The PEOPLE of the State of New York, Respondent, v. Cesar ORTEGA, also known as Carlos Bencosme, Defendant-Appellant.
Judgment, Supreme Court, New York County (Herbert I. Altman, J.), rendered April 22, 2002, as amended July 14, 2006, convicting defendant, upon his plea of guilty, of criminal possession of a controlled substance in the first degree, and sentencing him to a term of 8 years, and order, same court (Edward J. McLaughlin, J.), entered July 17, 2006, which denied defendant's CPL 440.10 motion to vacate the judgment, unanimously affirmed.
In 1992, the court denied defendant's suppression motion after a hearing. Defendant pleaded guilty in 1993, and absconded while awaiting sentencing. Meanwhile, the officers who testified at the hearing were implicated in an investigation of corruption involving the 30th Precinct. One officer was convicted of perjury, and the other dismissed from the Police Department for making false statements.
Initially, we reject the arguments raised on defendant's direct appeal. We conclude, based on the record of the suppression hearing, that the court properly denied the suppression motion. The evidence established a lawful traffic stop followed by a plain view observation of drugs. There is no basis for disturbing the court's credibility determinations (see People v. Prochilo, 41 N.Y.2d 759, 761, 395 N.Y.S.2d 635, 363 N.E.2d 1380  ). Defendant's additional argument concerning the sufficiency of the hearing evidence to establish a lawful plain-view seizure is unpreserved and without merit.
In his CPL 440.10 motion, and on appeal, defendant asserts that evidence that both of the officers who testified at his suppression hearing made false statements in other cases is highly valuable impeachment material, to which he was entitled under Brady v. Maryland, 373 U.S. 83, 83 S.Ct. 1194, 10 L.Ed.2d 215  and Giglio v. United States, 405 U.S. 150, 92 S.Ct. 763, 31 L.Ed.2d 104 . However, it is clear that the District Attorney did not have substantiated evidence regarding any misconduct committed by these officers in unrelated cases until, at the earliest, 1994, which was after defendant's 1993 plea of guilty and scheduled sentencing. The People are not required, pursuant to Brady or Giglio, to disclose to a defendant exculpatory information to which they have neither actual or imputed possession nor any kind of access (People v. Santorelli, 95 N.Y.2d 412, 421, 718 N.Y.S.2d 696, 741 N.E.2d 493 ; Hernandez v. Filion, 2005 WL 3164063, 2005 U.S. Dist. LEXIS 29700 [S.D.N.Y.2005] ).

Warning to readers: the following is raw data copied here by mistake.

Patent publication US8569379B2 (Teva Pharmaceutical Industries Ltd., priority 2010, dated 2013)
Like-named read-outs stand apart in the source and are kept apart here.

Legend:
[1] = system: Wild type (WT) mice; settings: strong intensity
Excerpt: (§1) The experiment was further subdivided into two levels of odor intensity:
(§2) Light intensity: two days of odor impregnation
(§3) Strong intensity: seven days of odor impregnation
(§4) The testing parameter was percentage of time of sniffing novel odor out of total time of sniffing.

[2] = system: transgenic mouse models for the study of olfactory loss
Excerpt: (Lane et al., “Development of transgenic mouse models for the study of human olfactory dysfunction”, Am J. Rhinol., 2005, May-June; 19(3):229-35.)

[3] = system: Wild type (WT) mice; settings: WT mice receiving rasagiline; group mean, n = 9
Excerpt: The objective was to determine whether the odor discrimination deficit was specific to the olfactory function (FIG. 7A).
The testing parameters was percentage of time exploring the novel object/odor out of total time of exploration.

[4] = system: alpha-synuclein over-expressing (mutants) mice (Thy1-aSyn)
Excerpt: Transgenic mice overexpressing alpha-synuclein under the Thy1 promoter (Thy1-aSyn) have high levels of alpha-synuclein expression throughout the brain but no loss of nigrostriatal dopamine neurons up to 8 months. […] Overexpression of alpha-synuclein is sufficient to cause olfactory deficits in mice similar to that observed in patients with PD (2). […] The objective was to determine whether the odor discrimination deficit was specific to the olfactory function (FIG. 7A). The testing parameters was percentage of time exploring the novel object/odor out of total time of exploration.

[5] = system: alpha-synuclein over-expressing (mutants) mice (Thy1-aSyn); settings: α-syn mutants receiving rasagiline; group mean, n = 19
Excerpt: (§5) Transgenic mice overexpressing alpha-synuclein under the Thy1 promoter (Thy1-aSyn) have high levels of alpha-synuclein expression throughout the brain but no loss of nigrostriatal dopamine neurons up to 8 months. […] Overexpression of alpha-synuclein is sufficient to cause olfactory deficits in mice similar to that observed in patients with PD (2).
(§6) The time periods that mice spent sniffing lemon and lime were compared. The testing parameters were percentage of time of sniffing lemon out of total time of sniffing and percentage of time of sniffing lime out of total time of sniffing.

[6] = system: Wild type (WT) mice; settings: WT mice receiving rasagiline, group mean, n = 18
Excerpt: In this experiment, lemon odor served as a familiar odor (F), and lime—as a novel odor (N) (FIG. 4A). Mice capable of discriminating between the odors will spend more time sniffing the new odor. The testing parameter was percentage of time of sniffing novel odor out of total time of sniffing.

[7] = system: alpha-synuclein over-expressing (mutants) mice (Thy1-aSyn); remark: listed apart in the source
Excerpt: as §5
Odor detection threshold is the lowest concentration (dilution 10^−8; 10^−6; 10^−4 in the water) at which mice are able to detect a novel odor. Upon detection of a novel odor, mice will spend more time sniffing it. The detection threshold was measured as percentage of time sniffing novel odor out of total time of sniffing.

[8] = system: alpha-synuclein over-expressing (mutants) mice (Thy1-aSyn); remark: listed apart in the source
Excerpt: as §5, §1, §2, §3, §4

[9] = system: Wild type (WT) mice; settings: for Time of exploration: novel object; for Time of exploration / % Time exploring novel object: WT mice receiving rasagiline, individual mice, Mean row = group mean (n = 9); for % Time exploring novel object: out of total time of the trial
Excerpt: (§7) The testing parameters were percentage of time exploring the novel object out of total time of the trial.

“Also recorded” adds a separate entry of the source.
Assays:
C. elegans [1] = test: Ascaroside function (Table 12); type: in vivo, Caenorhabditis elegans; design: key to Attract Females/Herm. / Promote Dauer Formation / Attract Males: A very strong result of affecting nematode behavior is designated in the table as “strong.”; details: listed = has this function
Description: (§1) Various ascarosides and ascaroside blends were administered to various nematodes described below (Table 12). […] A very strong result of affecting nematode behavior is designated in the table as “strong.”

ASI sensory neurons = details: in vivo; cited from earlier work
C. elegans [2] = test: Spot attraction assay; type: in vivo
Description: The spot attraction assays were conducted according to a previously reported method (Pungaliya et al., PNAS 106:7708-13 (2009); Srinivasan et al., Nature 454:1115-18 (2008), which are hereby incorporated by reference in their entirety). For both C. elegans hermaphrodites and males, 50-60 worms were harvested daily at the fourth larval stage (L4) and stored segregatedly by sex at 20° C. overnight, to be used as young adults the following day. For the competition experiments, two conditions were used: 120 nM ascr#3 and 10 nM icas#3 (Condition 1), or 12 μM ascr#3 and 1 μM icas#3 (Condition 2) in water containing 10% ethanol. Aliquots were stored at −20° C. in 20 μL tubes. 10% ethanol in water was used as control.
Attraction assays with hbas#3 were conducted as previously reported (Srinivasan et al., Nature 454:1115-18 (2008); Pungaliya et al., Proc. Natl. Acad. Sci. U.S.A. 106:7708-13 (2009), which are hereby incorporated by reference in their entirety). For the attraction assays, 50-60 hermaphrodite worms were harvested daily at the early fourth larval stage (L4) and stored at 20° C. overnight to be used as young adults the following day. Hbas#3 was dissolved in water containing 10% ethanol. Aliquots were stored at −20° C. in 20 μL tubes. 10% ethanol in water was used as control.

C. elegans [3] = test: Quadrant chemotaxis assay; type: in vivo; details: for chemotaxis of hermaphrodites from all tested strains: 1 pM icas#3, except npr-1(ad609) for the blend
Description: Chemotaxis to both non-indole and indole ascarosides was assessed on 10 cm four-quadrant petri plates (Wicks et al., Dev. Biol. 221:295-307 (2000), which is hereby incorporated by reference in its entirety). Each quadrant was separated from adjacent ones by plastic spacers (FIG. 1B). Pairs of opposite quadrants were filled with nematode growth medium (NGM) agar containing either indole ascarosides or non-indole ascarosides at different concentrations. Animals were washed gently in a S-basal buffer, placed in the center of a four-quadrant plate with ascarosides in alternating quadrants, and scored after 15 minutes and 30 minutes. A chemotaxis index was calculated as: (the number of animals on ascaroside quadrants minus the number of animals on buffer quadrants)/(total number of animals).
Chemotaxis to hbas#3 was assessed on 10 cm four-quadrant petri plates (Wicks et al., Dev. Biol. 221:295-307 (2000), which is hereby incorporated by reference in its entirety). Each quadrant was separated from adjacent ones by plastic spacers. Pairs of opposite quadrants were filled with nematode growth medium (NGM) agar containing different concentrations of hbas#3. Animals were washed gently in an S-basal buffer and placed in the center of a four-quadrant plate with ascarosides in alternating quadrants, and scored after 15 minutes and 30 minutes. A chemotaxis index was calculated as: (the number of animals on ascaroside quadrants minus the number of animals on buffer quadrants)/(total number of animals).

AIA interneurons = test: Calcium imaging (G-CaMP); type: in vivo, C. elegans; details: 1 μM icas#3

The People acquired this information after the guilty plea, and defendant's principal argument rests on a theory that the duty to disclose exculpatory information extends beyond conviction. Under the circumstances of this case, we find no violation of the Brady doctrine arising from the People's failure to disclose information regarding the misconduct of these officers that was not in the People's actual or constructive possession until after defendant's guilty plea (and after his originally scheduled sentencing, which was postponed only because he absconded).
The question of the People's ethical responsibilities in the event of their post-conviction discovery of evidence, of which they had no pre-conviction actual or imputed knowledge, and which tends to exonerate a defendant, especially one who had contested his guilt at a trial (cf. Imbler v. Pachtman, 424 U.S. 409, 427 n. 25, 96 S.Ct. 984, 47 L.Ed.2d 128 ; People v. Garcia, 17 Cal.App.4th 1169, 1179-1183, 22 Cal.Rptr.2d 545, 550-553 ; see also Sanders v. Sullivan, 863 F.2d 218 [2d Cir.1988] [due process implications of adjudication of guilt entirely on perjured testimony] ), is not before us on this appeal. Instead, this case involves the prosecution's post-conviction acquisition of impeachment material, relating to a Fourth Amendment issue, where a defendant chose not to litigate his guilt and does not contest it on appeal. Accordingly, we find no basis to either grant the suppression motion or order a new hearing.
We also reject defendant's argument that the motion to vacate judgment should be granted on theories other than Brady. The newly discovered evidence theory (CPL 440.10[g] ) applies only to convictions after trial. While the writ of error coram nobis may survive the enactment of the Criminal Procedure Law with respect to matters the statute does not address (see People v. Bachert, 69 N.Y.2d 593, 516 N.Y.S.2d 623, 509 N.E.2d 318  ) [ineffective assistance of appellate counsel], the power to set aside a judgment on the basis of newly discovered evidence has been codified (People v. Taylor, 246 A.D.2d 410, 411, 668 N.Y.S.2d 583 , lv. denied 91 N.Y.2d 978, 672 N.Y.S.2d 857, 695 N.E.2d 726  ). In any event, a newly discovered evidence motion was a statutory remedy even before the enactment of the Criminal Procedure Law, and it is questionable whether coram nobis was ever a proper vehicle for such a claim (see People v. Williams, 34 A.D.2d 1046, 312 N.Y.S.2d 834  ). Finally, CPL 440.10(1)(b) has no applicability to this case because there is no evidence that the judgment was procured by fraud (see People v. Drossos, 291 A.D.2d 723, 724, 738 N.Y.S.2d 724  ).